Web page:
It’s no mystery why generations of Black and brown Americans have feared being stopped by police. That’s why racial bias training is key — providing officers the awareness to avoid racial profiling and other ham-handed tactics that often end in violence. But Florida’s training is stuck in the past, a Tampa Bay Times report shows, sometimes reinforcing the very behaviors that feed discriminatory policing. The state needs to update its training and better track police encounters across racial lines.
Thousands of law enforcement officers across Florida have taken state training about how to avoid discrimination, such as racial profiling, during traffic stops. But eight experts who reviewed the online training for the Times found that it failed to teach officers to understand bias. Instead, the program shifted blame for disparate ticketing from police onto people of color. It encouraged conduct that could lead to discriminatory policing. As the Times’ Albert Serna Jr. reported, the training does not even acknowledge that police pull over and ticket people of color more often.
This is a fantasy lens for conducting real-life training that’s intended to better protect the public and police officers alike. Across Florida, Black motorists have been more likely to get ticketed for seat belt violations, the American Civil Liberties Union found. They’ve also been more likely to be pulled over and cited here in Tampa Bay. Over-policing people of color can also endanger lives. A 2017 Times investigation found that police were almost four time as likely to shoot Black residents than whites and those shootings were more likely to stem from a traffic stop. These are all indefensible disparities and tragedies that bias training is meant to prevent.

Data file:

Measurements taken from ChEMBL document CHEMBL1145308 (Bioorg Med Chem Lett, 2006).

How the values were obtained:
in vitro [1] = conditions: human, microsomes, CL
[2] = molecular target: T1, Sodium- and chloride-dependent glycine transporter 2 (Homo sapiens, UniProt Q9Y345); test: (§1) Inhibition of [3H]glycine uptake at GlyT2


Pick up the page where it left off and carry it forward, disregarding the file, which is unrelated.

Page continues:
Florida started requiring officers to complete training on discriminatory profiling more than two decades ago. But experts criticized the Florida Department of Law Enforcement’s course, which is available online as a slideshow, as “embarrassingly simple,” outdated and “an excuse to racially profile.”
The slideshow told how traffic stops preceded “nearly every serious race riot in the United States” without providing details of police brutality that accompanied stops. It inaccurately described police interactions that led to riots in Miami and Los Angeles. It cited statistics from nearly 20 years ago that showed higher public confidence in police than is felt today. One slide implied that people of color may be ticketed more frequently because of their attitudes toward police.
The Times first started asking the department about the training in March. By July, some of the most problematic slides were removed. Training officials at FDLE did not agree to an interview. When asked why some slides were removed, an agency spokesman would not provide specifics, saying the Times could file a public records request for further responses.
The FDLE’s arrogance is as revealing as it is self-defeating. After all, substandard training imperils officers on the street. Training them to conduct stops that help de-escalate tensions enhances officer safety. That requires giving officers the skills this dangerous job requires. Nobody benefits from a quick course in racial insensitivity.
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Florida also needs to replicate other states in tracking the demographics of who police are stopping. St. Petersburg has historically kept the most comprehensive data in the region. Tampa recently created a dashboard to track traffic and bicycle tickets, which also showed disparities. But other agencies in Tampa Bay have resisted collecting more data, insisting that racial profiling isn’t a problem here.
If it’s not a problem, let the data prove it. After all, thousands took to the streets across the bay area after the murder of George Floyd by Minneapolis police in 2020. The public deserves to know how their officers are trained — and whether that training is resulting in disproportionate treatment of minorities. Because who’s really buying that policing is color-blind?
Editorials are the institutional voice of the Tampa Bay Times. The members of the Editorial Board are Editor of Editorials Graham Brink, Sherri Day, Sebastian Dortch, John Hill, Jim Verhulst and Chairman and CEO Conan Gallaty. Follow @TBTimes_Opinion on Twitter for more opinion news.